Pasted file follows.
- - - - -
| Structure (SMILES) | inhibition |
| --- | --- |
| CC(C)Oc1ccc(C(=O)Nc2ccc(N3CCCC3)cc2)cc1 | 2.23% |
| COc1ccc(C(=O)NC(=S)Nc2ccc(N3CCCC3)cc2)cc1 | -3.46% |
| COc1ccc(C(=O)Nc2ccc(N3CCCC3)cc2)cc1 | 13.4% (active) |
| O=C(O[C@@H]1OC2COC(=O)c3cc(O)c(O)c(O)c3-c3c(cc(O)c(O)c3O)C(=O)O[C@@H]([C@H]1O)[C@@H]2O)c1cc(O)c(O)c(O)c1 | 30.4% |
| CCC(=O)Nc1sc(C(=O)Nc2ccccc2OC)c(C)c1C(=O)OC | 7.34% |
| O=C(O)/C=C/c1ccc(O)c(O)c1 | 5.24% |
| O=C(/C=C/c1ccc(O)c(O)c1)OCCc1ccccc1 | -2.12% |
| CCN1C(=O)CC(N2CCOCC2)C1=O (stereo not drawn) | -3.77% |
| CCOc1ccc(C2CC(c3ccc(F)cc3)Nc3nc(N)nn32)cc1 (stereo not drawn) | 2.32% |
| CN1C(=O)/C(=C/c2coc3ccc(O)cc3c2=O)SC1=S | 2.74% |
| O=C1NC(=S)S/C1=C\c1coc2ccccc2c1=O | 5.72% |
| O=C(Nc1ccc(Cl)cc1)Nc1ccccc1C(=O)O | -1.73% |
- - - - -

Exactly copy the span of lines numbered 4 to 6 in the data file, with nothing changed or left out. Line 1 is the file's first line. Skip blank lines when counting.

| COc1ccc(C(=O)NC(=S)Nc2ccc(N3CCCC3)cc2)cc1 | -3.46% |
| COc1ccc(C(=O)Nc2ccc(N3CCCC3)cc2)cc1 | 13.4% (active) |
| O=C(O[C@@H]1OC2COC(=O)c3cc(O)c(O)c(O)c3-c3c(cc(O)c(O)c3O)C(=O)O[C@@H]([C@H]1O)[C@@H]2O)c1cc(O)c(O)c(O)c1 | 30.4% |